-X POST https://$IPAHOSTNAME/ipa/session/login_kerberos
   else
     read -p "Please enter user name: " username
     read -s -p "Please enter password: " password
     curl -v \
          -H referer:https://$IPAHOSTNAME/ipa \
          -H "Content-Type:application/ x-www-form-urlencoded" \
          -H "Accept:text/plain"\
          -c $COOKIEJAR -b $COOKIEJAR \
          --cacert /etc/ipa/ca.crt \
          --data "user=$username&password=$password" \
          -X POST https://$IPAHOSTNAME/ipa/session/login_password
     fi
fi
# Call to actual method
curl -v \
     -H referer:https://$IPAHOSTNAME/ipa \
     -H "Content-Type:application/json" \
     -H "Accept:applicaton/json" \
     -c $COOKIEJAR -b $COOKIEJAR \
     --cacert /etc/ipa/ca.crt \
     -d '{"method":"user_add","params":[["foobar"],{ "cn": "foo bar", "displayname": "foo bar", "gecos": "foo bar", "givenname": "foo", "initials": "fb", "krbprincipalname": "foobar@EXAMPLE.COM",  "no_members": false, "noprivate": false, "random": false, "raw": false, "sn": "bar" }],"id":0}'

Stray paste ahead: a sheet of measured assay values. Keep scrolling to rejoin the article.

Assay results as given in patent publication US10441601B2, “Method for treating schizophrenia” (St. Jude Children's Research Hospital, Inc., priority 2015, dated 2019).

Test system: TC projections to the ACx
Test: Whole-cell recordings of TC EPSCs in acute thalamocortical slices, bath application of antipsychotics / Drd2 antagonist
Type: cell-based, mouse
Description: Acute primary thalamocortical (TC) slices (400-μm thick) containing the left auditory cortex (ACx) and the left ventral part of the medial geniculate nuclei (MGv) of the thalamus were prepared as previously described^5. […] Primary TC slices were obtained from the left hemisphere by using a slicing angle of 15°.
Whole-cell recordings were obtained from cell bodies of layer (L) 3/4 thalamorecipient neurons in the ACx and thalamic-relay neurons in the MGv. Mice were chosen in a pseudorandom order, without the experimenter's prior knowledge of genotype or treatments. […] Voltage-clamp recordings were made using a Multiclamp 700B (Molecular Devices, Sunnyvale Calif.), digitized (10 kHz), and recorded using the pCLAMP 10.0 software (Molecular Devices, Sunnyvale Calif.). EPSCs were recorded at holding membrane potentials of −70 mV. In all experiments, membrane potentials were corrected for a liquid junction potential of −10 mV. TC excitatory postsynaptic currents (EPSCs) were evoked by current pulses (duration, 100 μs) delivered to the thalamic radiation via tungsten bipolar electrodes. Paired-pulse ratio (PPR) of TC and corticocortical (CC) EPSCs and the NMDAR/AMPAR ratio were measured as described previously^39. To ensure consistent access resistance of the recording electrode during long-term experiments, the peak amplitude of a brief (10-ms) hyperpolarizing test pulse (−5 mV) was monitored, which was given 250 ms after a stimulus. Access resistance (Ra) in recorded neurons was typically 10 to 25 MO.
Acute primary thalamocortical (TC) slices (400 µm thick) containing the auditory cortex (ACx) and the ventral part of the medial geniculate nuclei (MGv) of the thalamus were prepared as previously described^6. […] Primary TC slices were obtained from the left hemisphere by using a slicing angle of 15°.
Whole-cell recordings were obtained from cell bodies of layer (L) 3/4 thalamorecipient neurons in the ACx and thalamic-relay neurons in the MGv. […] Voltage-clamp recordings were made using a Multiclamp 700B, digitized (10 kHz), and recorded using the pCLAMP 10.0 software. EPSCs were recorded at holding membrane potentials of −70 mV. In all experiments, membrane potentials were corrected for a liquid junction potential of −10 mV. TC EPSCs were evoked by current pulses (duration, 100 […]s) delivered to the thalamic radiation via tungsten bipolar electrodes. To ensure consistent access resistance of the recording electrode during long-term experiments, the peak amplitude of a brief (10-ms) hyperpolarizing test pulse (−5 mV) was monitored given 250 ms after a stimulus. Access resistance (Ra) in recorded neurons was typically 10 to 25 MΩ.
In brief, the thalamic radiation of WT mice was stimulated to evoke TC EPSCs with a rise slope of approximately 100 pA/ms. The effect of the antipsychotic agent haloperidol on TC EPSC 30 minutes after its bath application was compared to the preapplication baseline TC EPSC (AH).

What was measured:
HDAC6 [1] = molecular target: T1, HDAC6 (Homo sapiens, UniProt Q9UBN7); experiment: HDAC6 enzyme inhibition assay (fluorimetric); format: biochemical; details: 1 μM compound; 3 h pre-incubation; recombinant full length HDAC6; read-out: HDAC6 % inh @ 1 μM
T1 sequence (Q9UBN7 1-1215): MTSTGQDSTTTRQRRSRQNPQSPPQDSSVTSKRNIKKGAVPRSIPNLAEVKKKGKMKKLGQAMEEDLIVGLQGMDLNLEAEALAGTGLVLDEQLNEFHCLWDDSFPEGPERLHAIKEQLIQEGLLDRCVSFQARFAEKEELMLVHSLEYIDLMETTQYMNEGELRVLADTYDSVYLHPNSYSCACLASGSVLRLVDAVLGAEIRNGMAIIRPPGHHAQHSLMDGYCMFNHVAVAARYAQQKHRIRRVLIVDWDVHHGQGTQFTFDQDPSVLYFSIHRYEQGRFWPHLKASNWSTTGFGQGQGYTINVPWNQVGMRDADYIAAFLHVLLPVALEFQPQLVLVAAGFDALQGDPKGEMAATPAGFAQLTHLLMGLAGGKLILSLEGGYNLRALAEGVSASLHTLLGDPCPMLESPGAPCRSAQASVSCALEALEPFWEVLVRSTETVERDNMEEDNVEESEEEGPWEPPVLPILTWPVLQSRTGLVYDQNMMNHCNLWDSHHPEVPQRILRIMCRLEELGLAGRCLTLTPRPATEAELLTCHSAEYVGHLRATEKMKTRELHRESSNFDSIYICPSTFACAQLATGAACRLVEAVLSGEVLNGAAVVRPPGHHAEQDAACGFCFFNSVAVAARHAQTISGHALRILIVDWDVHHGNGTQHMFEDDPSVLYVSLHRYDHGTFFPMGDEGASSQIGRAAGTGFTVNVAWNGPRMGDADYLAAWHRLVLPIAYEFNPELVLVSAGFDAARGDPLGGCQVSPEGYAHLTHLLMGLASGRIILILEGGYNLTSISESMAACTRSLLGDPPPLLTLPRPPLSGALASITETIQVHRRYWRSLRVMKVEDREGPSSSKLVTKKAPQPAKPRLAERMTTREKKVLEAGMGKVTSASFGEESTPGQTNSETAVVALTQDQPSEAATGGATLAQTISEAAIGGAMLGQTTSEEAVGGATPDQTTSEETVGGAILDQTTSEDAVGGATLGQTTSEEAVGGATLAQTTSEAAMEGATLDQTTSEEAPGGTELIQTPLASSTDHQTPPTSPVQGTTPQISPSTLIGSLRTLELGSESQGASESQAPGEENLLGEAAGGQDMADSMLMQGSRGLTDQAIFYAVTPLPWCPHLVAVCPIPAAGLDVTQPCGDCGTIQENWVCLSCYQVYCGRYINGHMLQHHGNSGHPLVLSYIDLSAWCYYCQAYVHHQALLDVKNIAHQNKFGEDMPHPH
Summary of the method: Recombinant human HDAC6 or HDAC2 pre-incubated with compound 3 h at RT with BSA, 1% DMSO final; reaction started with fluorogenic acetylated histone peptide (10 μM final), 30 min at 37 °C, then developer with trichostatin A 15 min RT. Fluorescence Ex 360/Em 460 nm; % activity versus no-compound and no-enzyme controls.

-X POST https://$IPAHOSTNAME/ipa/session/json

Cookies are used to store the authentication information, which curl saves in a file. Following the -b option, curl expects a cookie file that it uses for a request; -c is followed by a file in which curl stores the cookies delivered by the server. The same file, /tmp/ipa-$$, is used twice here; the $$ characters in the shell script stand for the current process ID.

Conclusions

Users typically access the FreeIPA identity management framework via a graphical web interface or a command-line tool. Direct access to the IdM system's JSON-RPC API is better suited for automating tasks or running batch jobs. Thanks to the new API browser, the individual methods and available parameters are very well documented.